June 17, 2019 Derangement (Movie Review)
Every few years there is a film that transcends what is seemingly dug up from the most dastardly trenches of the human psyche. Movies like 1977’s Salò or 2004’s Saw are built upon visceral, horrifying violence and mind games that no one would voluntarily step into. That in mind, the flick Derangement sinks its claws into a variety of genres from Body Horror to Erotica, to Supernatural.
Originally released in Spain in 2016 and titled Transtorno Mental, it was picked up for North American distribution by Wild Eye Releasing and is scheduled to hit DVD through their Wild Eye Raw & Extreme sub-label on Tuesday, June 17th. Written and directed by Vick Campbell, the film opens with virulent screeching as men and women suffer in the throes of their insanity.
The black & white overlays dissipate and the film enters a beautiful and quaint Spanish town. A dying elderly woman chastises her crying daughter, Montse (Izquierdo Alexandra: El sepulturero 2009, 2 de Noviembre Dia de los Difuntos 2014), for her perceived wanton behavior. She declares that with the power of Christ her daughter might seek some guidance before succumbing to death. Oscar and his girlfriend Laura (Mery Vallès) are in the midst of an awkward breakup, she cares for him but desires to have other romantic experiences in her life with women. His machismo heart cannot handle the rejection and he spirals into tangent.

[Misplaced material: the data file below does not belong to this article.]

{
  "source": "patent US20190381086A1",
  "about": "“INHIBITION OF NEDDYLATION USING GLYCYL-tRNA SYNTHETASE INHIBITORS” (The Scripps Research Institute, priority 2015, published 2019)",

Some time has passed since the death of her mother and Montse is at a bar with her bartender friend, Ramón, who inquires about her religious state. She is still unsure of herself, but content with the possibility of self-exploration. He then invites her to a birthday party at his home later in the week. The film returns to Laura and a smoky Gothic band plays background to Laura as she dresses for the day before heading out to a club for the evening. She drinks and dances along with a few other women, though her attention is not with it. She accepts drugs from an unknown woman in the bathroom of the club before she stumbles home and the narcotics take hold.
After the death of her husband, Marta (Rosa Gilbert Luna) is afflicted with a terminal brain tumor. In a park, the woman that approaches her promising a painless death is fully aware of her diagnosis. They speak of someone who has left a mental facility and to be weary of them. The movie begins with tame and ordinary preludes but descends into a madness of necrophilia, drugs, religion, and kink in given time. Many of the effects are rudimentary but the actors are solid and result in believable characters.
Overall, Derangement has some beautiful, realistic sights of the city it is filmed in and it helps to build a setting around the chaotic movie. It handles some taboo and risqué topics without shying away though its approach is skewed and questionable. Additionally, the music is simplistic but fits the scenes in which they are chosen for though it is heavily electronic based.
Derangement comes across as though it knows what it is about but instead leads the audience into a labyrinth in which there is always something to stare at. An independent, underground film that does not bother to hide it, Derangement does not lack in shock or the bizarre, but instead lacks the plot and voice to truly come together. That why Cryptic Rock give this movie 2.5 out of 5 stars.